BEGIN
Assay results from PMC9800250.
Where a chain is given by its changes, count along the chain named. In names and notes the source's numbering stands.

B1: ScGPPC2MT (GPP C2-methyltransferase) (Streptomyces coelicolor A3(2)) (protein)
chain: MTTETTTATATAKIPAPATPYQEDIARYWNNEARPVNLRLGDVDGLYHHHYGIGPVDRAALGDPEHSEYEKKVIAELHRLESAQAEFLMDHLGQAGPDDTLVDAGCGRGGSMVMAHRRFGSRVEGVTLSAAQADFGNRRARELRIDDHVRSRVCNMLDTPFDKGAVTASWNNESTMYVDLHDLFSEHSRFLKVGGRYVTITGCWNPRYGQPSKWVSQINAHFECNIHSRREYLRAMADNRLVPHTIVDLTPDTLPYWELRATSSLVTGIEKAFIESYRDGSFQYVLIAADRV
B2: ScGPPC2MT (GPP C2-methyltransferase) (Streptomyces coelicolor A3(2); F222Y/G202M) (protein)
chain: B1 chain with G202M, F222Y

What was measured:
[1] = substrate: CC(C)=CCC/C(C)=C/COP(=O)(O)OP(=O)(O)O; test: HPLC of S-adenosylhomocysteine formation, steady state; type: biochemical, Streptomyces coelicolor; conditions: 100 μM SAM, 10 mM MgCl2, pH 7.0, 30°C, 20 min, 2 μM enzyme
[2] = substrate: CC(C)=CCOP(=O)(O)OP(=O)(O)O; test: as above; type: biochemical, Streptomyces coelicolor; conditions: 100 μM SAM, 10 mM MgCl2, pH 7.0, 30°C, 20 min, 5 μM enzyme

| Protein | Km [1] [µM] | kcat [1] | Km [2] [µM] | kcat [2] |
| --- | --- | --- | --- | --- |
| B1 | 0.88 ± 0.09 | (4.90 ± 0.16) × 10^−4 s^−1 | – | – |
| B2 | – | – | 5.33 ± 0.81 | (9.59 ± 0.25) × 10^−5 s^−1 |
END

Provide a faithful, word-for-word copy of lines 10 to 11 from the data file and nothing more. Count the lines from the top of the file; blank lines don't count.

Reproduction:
| Protein | Km [1] [µM] | kcat [1] | Km [2] [µM] | kcat [2] |
| --- | --- | --- | --- | --- |